Recruitment by Political Recruitment Agencies

Did your soldier have his army service record stamped “Political”? This page explains its significance.

Part of the attestation paper of Archibald Flannigan, who joined the Gordon Highlanders in Glasgow on 30 November 1914. The form is stamped “Political” and carries the stamp of the “Political Recruiting Agency” in Kilsyth.

“The Scotsman” of 17 August 1914 carried an article reporting that “a circular has been issued by the chairman of the Scottish Liberal Association, the chairman of the Scottish Unionist Association, the general secretary of the Scottish Liberal Association,  and Mr James Adam, secretary to the Scottish Unionist Whip, to the respective political parties regarding the assistance which it has been suggested should be given by them in the raising of the second New Army of 100,000 men.” It explained that the ordinary machinery of recruiting was inadequate for the task and that, with the agreement of Lieutenant-General Sir Spencer Ewart, commanding Scottish Command, it was proposed to set up through the organisation of the two political parties as system of “collecting stations” for recruits. A Central Joint Committee of the parties had already been constituted with addresses at 95 Princes Street in Edinburgh and 100 Wellington Street in Glasgow.

Localised operations began to be set up and were known as “Political Recruiting Agencies”, under overall control of this Central Recruiting Committee (also known as the Joint Committee of Party Organisations).

It was an immediate success: the Daily Record reported that on Monday, 31 August 1914 alone the political recruitment organisation in Glasgow had attested over 1,000 men.

By 8 September 1914 the “Edinburgh Evening News” was reporting that the “Political Recruiting Agencies” had been advised to attest recruits for the infantry only, and should regard the other branches of the army as being closed to recruitment except for non-commissioned officers. They were also advised not to accept men from the railways, armament manufacture or food production, unless they came with a certificate from their employer confirming that they could be spared.

The Central Recruiting Committee ran a poster and leaflet campaign, including organising handing out of leaflets at football matches and at public works. Images of the posters (on “lantern slides”) were shown at cinemas. They would go on to organise marches by regimental bands; meetings with persuasive speakers, and so on.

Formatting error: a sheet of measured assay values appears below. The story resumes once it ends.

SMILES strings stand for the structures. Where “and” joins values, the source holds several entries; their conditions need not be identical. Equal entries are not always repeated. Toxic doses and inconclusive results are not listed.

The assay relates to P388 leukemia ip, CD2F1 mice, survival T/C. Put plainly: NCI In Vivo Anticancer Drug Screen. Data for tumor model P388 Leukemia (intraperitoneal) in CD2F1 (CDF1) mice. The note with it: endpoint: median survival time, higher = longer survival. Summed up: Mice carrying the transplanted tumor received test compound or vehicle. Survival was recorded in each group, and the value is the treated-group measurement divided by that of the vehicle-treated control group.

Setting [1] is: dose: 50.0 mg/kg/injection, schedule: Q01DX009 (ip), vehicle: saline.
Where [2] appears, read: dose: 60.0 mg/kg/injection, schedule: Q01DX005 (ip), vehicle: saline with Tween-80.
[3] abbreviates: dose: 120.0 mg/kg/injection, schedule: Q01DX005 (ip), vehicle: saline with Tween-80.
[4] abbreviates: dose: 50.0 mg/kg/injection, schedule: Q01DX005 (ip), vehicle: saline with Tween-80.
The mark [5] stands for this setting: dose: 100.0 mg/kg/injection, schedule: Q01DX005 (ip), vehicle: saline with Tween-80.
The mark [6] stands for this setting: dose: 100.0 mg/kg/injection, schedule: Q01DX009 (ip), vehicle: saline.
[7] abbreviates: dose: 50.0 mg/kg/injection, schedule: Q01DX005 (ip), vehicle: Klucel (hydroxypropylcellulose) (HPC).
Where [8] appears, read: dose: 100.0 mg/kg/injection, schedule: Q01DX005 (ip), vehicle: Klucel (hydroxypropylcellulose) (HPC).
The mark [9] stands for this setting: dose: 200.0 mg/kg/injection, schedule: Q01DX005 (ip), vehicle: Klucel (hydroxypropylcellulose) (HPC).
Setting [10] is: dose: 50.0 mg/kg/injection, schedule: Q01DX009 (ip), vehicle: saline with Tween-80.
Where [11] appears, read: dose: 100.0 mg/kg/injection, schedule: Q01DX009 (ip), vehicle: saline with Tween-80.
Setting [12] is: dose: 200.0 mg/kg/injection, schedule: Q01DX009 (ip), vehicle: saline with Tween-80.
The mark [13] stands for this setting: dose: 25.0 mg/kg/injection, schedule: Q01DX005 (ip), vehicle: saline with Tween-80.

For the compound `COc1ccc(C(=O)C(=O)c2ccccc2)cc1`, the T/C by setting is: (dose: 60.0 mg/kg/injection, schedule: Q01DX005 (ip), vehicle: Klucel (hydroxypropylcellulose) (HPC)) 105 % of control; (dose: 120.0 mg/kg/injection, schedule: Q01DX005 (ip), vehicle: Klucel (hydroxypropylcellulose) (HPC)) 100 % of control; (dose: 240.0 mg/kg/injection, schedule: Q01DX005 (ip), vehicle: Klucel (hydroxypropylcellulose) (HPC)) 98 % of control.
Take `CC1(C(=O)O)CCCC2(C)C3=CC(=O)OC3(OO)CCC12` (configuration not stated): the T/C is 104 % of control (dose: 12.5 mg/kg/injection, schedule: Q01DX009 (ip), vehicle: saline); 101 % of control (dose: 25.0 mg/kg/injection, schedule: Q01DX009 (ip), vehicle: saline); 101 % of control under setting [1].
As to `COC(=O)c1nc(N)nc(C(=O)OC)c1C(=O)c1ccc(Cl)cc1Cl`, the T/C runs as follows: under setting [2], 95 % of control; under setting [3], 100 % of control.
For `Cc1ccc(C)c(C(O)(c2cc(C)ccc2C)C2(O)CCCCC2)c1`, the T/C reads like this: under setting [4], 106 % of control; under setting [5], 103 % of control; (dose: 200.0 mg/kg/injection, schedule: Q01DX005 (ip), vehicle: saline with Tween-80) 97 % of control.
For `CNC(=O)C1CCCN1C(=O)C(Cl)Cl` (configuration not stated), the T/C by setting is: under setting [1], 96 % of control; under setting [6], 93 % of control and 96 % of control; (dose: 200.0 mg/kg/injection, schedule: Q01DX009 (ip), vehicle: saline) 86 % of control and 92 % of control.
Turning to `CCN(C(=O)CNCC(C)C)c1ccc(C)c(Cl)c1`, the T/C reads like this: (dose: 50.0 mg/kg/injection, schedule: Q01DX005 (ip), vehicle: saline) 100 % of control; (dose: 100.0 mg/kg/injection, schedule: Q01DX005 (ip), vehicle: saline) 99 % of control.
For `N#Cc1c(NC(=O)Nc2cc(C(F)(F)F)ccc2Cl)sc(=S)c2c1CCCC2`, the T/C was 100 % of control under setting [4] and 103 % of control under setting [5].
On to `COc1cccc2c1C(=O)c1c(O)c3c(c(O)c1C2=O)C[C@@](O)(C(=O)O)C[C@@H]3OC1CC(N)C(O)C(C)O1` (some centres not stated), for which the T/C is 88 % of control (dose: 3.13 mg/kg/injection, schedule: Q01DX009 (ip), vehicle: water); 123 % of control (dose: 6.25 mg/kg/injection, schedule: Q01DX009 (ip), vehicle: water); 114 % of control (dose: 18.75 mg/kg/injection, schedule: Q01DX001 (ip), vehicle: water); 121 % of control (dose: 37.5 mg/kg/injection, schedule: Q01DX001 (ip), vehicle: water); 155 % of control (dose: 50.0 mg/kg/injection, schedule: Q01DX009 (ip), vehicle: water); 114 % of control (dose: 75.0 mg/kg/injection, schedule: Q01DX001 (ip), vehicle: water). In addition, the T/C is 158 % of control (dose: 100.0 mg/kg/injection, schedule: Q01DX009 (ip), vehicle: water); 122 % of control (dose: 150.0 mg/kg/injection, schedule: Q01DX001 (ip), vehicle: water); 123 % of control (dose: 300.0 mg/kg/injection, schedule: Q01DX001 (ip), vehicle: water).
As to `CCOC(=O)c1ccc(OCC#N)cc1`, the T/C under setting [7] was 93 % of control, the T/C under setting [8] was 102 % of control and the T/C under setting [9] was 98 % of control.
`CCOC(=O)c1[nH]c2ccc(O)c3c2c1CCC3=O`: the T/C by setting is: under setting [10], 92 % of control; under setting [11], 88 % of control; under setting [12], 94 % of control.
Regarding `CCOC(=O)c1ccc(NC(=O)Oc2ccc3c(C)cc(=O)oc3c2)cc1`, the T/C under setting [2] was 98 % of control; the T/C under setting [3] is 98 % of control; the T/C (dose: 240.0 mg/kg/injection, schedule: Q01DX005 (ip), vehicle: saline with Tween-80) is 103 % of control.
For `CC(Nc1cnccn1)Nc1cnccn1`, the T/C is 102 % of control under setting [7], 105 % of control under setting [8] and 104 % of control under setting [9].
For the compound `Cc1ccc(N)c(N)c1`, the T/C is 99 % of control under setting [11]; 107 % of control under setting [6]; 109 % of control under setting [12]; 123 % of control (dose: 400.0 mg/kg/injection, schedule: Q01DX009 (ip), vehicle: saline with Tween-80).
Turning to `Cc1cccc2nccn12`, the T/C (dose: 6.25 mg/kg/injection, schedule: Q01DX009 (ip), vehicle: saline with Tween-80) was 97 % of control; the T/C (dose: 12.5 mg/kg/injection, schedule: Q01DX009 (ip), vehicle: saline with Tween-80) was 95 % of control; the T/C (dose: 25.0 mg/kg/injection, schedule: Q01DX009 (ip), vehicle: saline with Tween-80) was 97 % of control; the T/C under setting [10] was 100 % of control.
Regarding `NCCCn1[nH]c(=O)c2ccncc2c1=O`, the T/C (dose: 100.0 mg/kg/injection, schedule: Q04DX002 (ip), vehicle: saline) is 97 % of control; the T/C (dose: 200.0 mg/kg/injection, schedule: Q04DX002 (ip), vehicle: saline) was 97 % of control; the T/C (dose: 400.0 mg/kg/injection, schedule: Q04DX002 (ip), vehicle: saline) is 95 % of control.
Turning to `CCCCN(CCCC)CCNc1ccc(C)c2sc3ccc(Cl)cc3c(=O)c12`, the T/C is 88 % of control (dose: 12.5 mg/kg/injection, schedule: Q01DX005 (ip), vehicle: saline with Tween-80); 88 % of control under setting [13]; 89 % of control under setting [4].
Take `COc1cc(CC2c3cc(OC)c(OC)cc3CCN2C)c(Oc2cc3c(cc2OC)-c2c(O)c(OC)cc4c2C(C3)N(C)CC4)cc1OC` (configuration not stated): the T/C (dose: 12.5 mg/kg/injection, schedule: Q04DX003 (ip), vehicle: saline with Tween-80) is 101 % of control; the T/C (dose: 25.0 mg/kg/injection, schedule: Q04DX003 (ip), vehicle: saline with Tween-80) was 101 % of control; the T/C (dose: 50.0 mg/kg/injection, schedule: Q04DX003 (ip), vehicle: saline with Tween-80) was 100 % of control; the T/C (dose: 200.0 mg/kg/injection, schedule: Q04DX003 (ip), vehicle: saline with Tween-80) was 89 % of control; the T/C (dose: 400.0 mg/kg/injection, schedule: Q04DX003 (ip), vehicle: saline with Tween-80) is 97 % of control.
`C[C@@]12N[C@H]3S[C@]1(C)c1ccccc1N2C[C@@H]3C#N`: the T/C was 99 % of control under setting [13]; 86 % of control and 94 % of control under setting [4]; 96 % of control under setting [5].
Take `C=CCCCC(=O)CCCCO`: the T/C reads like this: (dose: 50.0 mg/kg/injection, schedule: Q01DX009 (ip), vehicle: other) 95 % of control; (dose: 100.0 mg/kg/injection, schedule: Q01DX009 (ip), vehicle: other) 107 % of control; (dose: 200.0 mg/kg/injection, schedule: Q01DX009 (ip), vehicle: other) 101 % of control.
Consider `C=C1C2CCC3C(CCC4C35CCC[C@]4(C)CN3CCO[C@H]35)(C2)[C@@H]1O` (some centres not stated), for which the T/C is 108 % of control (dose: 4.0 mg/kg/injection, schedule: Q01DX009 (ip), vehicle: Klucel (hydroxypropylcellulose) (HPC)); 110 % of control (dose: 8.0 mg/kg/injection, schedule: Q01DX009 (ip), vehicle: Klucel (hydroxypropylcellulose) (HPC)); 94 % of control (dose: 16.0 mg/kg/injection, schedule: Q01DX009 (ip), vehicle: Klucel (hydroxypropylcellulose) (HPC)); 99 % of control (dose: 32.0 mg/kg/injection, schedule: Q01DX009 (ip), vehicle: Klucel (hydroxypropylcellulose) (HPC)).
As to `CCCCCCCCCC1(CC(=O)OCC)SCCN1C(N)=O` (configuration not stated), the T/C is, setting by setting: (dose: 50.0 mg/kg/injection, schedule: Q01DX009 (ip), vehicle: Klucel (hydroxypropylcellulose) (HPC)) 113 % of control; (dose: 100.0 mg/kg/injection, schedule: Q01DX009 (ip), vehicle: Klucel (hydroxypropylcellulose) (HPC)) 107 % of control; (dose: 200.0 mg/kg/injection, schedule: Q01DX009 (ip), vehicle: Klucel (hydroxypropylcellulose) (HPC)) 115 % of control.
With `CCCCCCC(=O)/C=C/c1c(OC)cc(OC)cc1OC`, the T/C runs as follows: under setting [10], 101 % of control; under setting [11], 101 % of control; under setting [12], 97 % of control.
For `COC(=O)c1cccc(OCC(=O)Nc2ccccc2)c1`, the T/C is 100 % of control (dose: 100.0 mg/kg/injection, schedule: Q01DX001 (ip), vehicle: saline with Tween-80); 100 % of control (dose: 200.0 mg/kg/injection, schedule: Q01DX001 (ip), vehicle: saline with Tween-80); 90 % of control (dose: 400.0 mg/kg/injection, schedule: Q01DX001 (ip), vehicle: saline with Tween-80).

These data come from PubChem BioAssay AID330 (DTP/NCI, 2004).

By December 1914 the Committee had also begun the process of voluntary registration of potential recruits. Newspapers on 18 December 1914 mentioned the the Committee had said that response to this scheme was of a “very satisfactory nature” and that by January they included responses from areas which had not yet “been adequately tapped by the Recruiting Agencies”. The use of the phrase “willing bantam” for men below minimum recruitment height is also mentioned.

The following political recruitment centres were established in Glasgow (this may not be exhaustive): Blackfriars and Hutchesontown, 130 Adelphi Street; Bridgeton, 24 West Street; College, 308 New City Road; St. Rollox, 24 Monkland Street; Tradeston, 9 Cumberland Street; Maryhill, 612 Gairbraid Street; Whiteinch, 961 Dumbarton Road; Goven, the Gladstone Institute on White Street.

A later report said that the services of volunteers running the recruitment agencies had been freely given and that even the small fee paid to the Recruiting Sergeants for each man attested had been handed over to funds.

In other words, there is no implication that the recruit was himself of a political nature or that he was a member of any given party or, for example, of a trade union. He may well have been so, but the stamp only indicates that he had been recruited through the political organisation described.


Enlistment into the British Army